First Amendment Lesson Plan: Newsgathering and Privacy
Appropriate academic subjects
Suitable for classes in government and civics.
Victor Dutton, a reporter for a newspaper in a small Midwestern city, hears reports of animal cruelty on a large hog farm outside town. Having some family farm experience, Dutton applies for a job as a farmhand and is hired. He sees firsthand how some hogs are mistreated by other employees.
When Dutton reports the abuse to the farm owner, Andrew McTeel, McTeel calls the behavior “just guys being guys” and says “the animals get over it – they don’t remember what happens to them.” Dutton secretly takes notes, snaps photographs, and video-records several instances of animal cruelty. He quits his job after three weeks and returns to his newspaper, the Farm City Tribune, to write a series of stories about his experiences. Photos appear with the articles in print and videos accompany the reports on the newspaper’s website. Although most of Dutton’s reporting centers on animal mistreatment, he includes a few details about dirt and disorder inside the McTeels’ home, and writes that while he was talking to McTeel, Mrs. McTeel “was sitting at the kitchen table, drinking gin in the middle of the day.”
When McTeel sees Dutton’s work, he is furious. He complains to the Farm City Tribune editor that his privacy has been violated and his private property trespassed upon, and files a lawsuit in county court under a new state “ag gag” law that makes it illegal for individuals to take jobs on farms for the purposes of exposing wrongdoing (often called “whistleblowing”). A second lawsuit alleges “intrusive and offensive” invasion of privacy in regard to Dutton’s statements about Mrs. McTeel and the family’s home.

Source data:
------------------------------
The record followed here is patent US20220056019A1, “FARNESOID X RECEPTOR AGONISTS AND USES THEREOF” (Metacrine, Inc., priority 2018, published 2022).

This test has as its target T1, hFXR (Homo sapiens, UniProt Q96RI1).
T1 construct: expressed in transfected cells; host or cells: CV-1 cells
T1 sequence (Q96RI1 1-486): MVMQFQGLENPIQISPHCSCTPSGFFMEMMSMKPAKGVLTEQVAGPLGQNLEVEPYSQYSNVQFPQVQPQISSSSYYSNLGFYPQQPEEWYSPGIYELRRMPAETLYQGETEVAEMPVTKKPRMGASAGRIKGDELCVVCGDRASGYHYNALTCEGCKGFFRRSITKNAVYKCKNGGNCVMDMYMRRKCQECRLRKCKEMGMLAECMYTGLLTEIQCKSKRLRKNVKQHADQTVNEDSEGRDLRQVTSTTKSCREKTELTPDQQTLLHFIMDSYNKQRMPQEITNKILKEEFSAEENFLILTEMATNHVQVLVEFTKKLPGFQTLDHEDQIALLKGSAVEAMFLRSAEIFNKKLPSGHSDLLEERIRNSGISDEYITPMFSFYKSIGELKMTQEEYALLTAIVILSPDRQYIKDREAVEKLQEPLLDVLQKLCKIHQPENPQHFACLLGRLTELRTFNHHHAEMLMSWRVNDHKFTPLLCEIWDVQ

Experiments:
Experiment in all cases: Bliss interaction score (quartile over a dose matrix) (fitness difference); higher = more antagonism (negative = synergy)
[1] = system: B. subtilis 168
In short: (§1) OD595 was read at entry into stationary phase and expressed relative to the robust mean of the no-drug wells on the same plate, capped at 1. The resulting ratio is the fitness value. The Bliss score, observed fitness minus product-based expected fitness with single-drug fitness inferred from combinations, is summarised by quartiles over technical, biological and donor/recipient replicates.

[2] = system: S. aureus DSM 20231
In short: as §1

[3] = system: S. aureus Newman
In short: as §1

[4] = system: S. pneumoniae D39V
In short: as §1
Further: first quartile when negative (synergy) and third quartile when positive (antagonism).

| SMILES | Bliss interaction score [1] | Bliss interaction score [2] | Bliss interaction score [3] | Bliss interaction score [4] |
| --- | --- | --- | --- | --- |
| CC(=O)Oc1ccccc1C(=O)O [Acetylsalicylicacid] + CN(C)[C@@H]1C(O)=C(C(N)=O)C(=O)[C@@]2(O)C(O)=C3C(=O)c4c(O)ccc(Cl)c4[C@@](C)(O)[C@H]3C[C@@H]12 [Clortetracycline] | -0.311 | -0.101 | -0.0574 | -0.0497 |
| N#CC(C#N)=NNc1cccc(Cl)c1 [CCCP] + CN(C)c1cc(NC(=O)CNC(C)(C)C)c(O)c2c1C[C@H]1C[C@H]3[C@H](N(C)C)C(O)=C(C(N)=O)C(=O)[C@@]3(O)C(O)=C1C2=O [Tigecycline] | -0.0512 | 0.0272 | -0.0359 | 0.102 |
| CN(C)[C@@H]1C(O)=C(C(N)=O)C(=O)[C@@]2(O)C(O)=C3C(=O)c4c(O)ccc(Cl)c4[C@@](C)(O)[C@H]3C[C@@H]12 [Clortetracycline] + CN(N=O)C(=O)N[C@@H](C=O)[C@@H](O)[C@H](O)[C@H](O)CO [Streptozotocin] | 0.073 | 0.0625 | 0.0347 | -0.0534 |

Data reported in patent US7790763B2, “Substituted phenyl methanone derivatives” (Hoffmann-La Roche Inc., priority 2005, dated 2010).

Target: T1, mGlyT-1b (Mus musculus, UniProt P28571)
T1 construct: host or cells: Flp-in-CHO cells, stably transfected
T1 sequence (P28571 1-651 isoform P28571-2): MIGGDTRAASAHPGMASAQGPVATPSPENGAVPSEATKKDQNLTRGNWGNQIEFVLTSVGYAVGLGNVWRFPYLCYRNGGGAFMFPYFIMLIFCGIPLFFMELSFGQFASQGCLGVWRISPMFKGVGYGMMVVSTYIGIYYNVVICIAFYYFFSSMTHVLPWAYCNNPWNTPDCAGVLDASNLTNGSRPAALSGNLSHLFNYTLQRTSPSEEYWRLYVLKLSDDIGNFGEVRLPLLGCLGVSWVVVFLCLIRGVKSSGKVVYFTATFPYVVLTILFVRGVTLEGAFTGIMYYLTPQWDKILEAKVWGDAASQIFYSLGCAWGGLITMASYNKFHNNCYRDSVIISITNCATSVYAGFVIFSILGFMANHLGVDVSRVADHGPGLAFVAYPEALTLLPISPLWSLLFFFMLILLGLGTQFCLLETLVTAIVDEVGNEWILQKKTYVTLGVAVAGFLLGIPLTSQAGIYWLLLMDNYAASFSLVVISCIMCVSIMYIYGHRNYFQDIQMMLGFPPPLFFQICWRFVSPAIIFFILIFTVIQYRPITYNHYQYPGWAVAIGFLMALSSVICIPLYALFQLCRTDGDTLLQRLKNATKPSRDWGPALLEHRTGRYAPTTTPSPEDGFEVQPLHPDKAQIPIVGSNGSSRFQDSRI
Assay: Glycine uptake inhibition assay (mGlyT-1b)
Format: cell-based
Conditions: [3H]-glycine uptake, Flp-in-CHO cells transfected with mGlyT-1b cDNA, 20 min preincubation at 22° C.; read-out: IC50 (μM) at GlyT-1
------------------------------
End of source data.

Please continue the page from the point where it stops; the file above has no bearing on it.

Meanwhile, a federal court strikes down the state ag-gag law as an unconstitutional violation of the First Amendment freedom of the press. The court acknowledges that accepting a job under false pretenses constitutes fraud, and that secret recordings on private property are a form of trespassing. But it rules that the public benefit in exposing of animal cruelty outweighs the privacy and trespass concerns.
In light of the federal ruling, the county court finds no merit in McTeel’s lawsuit concerning “whistleblowing” on his farm, but allows the second lawsuit to proceed on the issue of invasion of privacy.
- The First Amendment protects the right of news reporters – and citizen journalists – to report on matters of public concern.
- Privacy, although not specifically established by name as an individual right in the Constitution, is recognized and protected by implication in the Bill of Rights. The bulk of legal protections for privacy stem from common law – that is, through court rulings on “tort” cases alleging wrongful violations of privacy.
- The four legal subcategories of privacy torts, or wrongs, are these:
- Intrusion upon physical seclusion (most common)
- False light (false portrayal of someone, similar to libel or defamation)
- Public disclosure of private facts (objectionably revealing personal information that’s of no public concern)